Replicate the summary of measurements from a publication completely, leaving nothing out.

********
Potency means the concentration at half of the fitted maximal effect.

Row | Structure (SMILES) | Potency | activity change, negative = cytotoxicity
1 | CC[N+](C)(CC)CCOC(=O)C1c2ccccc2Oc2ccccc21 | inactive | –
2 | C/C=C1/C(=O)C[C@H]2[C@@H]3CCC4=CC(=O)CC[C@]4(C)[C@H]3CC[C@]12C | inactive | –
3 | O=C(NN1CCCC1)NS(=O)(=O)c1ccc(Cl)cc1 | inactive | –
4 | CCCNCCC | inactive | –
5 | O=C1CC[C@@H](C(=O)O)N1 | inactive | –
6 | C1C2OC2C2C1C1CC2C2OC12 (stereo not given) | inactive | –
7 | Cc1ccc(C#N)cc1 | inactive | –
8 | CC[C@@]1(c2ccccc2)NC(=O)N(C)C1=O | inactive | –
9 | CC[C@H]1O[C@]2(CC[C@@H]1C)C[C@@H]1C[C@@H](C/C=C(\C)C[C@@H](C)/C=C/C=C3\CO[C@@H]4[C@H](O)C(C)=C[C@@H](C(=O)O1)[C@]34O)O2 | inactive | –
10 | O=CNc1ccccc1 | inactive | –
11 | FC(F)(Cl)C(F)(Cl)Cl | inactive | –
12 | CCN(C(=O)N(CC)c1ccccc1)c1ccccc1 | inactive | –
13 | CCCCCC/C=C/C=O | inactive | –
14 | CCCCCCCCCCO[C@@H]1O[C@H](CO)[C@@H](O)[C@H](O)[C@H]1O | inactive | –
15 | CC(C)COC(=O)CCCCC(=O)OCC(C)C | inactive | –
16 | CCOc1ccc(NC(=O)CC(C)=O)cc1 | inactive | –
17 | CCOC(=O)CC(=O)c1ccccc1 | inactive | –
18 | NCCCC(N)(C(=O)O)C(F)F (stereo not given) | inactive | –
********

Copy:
Potency means the concentration at half of the fitted maximal effect.

Row | Structure (SMILES) | Potency | activity change, negative = cytotoxicity
1 | CC[N+](C)(CC)CCOC(=O)C1c2ccccc2Oc2ccccc21 | inactive | –
2 | C/C=C1/C(=O)C[C@H]2[C@@H]3CCC4=CC(=O)CC[C@]4(C)[C@H]3CC[C@]12C | inactive | –
3 | O=C(NN1CCCC1)NS(=O)(=O)c1ccc(Cl)cc1 | inactive | –
4 | CCCNCCC | inactive | –
5 | O=C1CC[C@@H](C(=O)O)N1 | inactive | –
6 | C1C2OC2C2C1C1CC2C2OC12 (stereo not given) | inactive | –
7 | Cc1ccc(C#N)cc1 | inactive | –
8 | CC[C@@]1(c2ccccc2)NC(=O)N(C)C1=O | inactive | –
9 | CC[C@H]1O[C@]2(CC[C@@H]1C)C[C@@H]1C[C@@H](C/C=C(\C)C[C@@H](C)/C=C/C=C3\CO[C@@H]4[C@H](O)C(C)=C[C@@H](C(=O)O1)[C@]34O)O2 | inactive | –
10 | O=CNc1ccccc1 | inactive | –
11 | FC(F)(Cl)C(F)(Cl)Cl | inactive | –
12 | CCN(C(=O)N(CC)c1ccccc1)c1ccccc1 | inactive | –
13 | CCCCCC/C=C/C=O | inactive | –
14 | CCCCCCCCCCO[C@@H]1O[C@H](CO)[C@@H](O)[C@H](O)[C@H]1O | inactive | –
15 | CC(C)COC(=O)CCCCC(=O)OCC(C)C | inactive | –
16 | CCOc1ccc(NC(=O)CC(C)=O)cc1 | inactive | –
17 | CCOC(=O)CC(=O)c1ccccc1 | inactive | –
18 | NCCCC(N)(C(=O)O)C(F)F (stereo not given) | inactive | –